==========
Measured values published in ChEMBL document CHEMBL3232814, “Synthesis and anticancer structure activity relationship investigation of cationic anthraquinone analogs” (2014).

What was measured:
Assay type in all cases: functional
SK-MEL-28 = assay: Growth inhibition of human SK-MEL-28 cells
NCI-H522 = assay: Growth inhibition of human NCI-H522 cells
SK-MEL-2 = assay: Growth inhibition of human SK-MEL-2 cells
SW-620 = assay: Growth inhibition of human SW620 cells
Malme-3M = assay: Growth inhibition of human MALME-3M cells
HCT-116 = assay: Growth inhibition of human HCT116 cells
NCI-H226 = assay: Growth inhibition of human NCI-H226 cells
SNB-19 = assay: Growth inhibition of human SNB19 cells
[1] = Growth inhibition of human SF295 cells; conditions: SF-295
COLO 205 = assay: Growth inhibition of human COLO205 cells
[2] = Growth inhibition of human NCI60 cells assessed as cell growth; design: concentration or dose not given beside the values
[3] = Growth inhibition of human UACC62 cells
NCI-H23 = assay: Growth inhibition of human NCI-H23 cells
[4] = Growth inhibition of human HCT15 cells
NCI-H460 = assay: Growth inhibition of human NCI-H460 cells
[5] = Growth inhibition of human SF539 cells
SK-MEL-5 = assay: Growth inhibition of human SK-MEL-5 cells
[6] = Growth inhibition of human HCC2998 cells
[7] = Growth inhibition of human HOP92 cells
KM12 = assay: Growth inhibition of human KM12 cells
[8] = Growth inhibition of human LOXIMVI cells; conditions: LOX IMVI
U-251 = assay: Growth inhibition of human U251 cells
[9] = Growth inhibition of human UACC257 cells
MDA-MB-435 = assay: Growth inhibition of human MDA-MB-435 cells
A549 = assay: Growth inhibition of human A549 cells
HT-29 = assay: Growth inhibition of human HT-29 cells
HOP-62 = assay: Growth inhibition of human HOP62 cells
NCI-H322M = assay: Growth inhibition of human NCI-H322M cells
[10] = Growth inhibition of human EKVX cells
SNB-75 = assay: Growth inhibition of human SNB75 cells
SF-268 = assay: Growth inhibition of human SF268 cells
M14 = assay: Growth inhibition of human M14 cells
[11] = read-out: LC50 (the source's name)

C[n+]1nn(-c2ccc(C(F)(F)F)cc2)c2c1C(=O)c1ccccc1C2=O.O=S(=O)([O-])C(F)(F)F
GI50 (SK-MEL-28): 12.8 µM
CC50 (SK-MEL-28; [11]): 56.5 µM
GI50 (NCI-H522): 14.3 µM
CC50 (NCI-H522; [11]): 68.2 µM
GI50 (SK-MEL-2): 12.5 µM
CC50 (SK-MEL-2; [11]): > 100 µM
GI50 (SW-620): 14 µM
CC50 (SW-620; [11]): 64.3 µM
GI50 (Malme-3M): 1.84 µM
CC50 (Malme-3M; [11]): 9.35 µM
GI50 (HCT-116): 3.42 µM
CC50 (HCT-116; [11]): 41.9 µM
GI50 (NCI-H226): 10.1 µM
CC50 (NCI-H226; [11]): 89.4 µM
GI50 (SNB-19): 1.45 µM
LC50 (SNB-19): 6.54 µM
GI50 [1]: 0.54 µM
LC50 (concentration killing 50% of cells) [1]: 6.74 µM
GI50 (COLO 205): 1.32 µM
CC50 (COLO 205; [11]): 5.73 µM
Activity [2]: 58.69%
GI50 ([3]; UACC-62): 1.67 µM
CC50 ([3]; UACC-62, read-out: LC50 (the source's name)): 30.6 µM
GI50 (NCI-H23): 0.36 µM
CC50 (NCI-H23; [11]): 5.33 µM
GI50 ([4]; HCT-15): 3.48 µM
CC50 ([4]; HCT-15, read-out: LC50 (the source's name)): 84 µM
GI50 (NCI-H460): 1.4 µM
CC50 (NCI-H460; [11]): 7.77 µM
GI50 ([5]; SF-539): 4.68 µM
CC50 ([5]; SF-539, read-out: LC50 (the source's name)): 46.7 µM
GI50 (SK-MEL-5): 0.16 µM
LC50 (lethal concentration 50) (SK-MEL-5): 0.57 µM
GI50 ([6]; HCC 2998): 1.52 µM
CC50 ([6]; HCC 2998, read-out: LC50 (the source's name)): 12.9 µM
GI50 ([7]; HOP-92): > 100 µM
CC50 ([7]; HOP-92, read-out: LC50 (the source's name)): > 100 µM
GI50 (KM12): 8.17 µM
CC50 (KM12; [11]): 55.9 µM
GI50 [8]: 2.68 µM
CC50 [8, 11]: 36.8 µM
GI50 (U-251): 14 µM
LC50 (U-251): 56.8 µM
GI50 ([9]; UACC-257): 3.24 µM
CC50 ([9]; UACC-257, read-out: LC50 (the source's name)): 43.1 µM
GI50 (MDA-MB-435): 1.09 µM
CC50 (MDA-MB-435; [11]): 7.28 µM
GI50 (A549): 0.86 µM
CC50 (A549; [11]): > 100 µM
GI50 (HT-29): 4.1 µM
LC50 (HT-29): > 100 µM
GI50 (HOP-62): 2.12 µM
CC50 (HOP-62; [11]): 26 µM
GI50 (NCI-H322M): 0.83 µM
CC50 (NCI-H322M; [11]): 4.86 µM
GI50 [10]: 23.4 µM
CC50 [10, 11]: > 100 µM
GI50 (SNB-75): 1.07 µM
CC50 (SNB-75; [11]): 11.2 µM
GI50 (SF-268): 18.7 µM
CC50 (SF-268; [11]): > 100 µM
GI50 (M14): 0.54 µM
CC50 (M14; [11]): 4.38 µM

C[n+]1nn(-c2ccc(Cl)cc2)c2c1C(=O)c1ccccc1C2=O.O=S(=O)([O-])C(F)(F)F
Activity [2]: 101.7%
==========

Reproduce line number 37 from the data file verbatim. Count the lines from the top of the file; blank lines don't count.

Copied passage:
C[n+]1nn(-c2ccc(C(F)(F)F)cc2)c2c1C(=O)c1ccccc1C2=O.O=S(=O)([O-])C(F)(F)F